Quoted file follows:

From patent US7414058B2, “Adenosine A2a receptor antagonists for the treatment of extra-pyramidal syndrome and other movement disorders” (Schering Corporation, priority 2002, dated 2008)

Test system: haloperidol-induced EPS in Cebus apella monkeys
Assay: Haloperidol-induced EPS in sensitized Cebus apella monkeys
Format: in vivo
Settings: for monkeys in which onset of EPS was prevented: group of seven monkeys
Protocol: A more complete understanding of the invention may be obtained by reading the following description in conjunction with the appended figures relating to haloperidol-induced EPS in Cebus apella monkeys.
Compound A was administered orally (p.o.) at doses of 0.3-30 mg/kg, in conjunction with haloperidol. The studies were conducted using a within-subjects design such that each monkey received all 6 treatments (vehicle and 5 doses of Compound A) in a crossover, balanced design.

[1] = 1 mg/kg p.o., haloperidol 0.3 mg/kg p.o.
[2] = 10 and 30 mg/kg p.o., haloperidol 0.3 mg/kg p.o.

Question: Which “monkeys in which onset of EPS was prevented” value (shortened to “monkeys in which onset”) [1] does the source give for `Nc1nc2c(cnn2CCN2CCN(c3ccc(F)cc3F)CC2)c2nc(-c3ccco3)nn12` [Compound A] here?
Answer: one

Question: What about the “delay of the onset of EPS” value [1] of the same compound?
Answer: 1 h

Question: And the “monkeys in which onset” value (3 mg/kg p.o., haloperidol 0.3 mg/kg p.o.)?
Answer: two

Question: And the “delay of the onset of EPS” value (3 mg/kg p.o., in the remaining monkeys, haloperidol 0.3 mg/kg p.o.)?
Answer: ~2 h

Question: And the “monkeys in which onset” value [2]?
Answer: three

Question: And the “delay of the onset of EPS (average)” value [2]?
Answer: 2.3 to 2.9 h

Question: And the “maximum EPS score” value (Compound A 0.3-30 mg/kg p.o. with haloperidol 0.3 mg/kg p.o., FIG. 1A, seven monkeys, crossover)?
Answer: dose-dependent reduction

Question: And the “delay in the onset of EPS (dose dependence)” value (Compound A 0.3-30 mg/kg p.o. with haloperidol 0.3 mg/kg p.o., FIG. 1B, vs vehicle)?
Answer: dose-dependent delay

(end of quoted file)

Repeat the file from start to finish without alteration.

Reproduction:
From patent US7414058B2, “Adenosine A2a receptor antagonists for the treatment of extra-pyramidal syndrome and other movement disorders” (Schering Corporation, priority 2002, dated 2008)

Test system: haloperidol-induced EPS in Cebus apella monkeys
Assay: Haloperidol-induced EPS in sensitized Cebus apella monkeys
Format: in vivo
Settings: for monkeys in which onset of EPS was prevented: group of seven monkeys
Protocol: A more complete understanding of the invention may be obtained by reading the following description in conjunction with the appended figures relating to haloperidol-induced EPS in Cebus apella monkeys.
Compound A was administered orally (p.o.) at doses of 0.3-30 mg/kg, in conjunction with haloperidol. The studies were conducted using a within-subjects design such that each monkey received all 6 treatments (vehicle and 5 doses of Compound A) in a crossover, balanced design.

[1] = 1 mg/kg p.o., haloperidol 0.3 mg/kg p.o.
[2] = 10 and 30 mg/kg p.o., haloperidol 0.3 mg/kg p.o.

Question: Which “monkeys in which onset of EPS was prevented” value (shortened to “monkeys in which onset”) [1] does the source give for `Nc1nc2c(cnn2CCN2CCN(c3ccc(F)cc3F)CC2)c2nc(-c3ccco3)nn12` [Compound A] here?
Answer: one

Question: What about the “delay of the onset of EPS” value [1] of the same compound?
Answer: 1 h

Question: And the “monkeys in which onset” value (3 mg/kg p.o., haloperidol 0.3 mg/kg p.o.)?
Answer: two

Question: And the “delay of the onset of EPS” value (3 mg/kg p.o., in the remaining monkeys, haloperidol 0.3 mg/kg p.o.)?
Answer: ~2 h

Question: And the “monkeys in which onset” value [2]?
Answer: three

Question: And the “delay of the onset of EPS (average)” value [2]?
Answer: 2.3 to 2.9 h

Question: And the “maximum EPS score” value (Compound A 0.3-30 mg/kg p.o. with haloperidol 0.3 mg/kg p.o., FIG. 1A, seven monkeys, crossover)?
Answer: dose-dependent reduction

Question: And the “delay in the onset of EPS (dose dependence)” value (Compound A 0.3-30 mg/kg p.o. with haloperidol 0.3 mg/kg p.o., FIG. 1B, vs vehicle)?
Answer: dose-dependent delay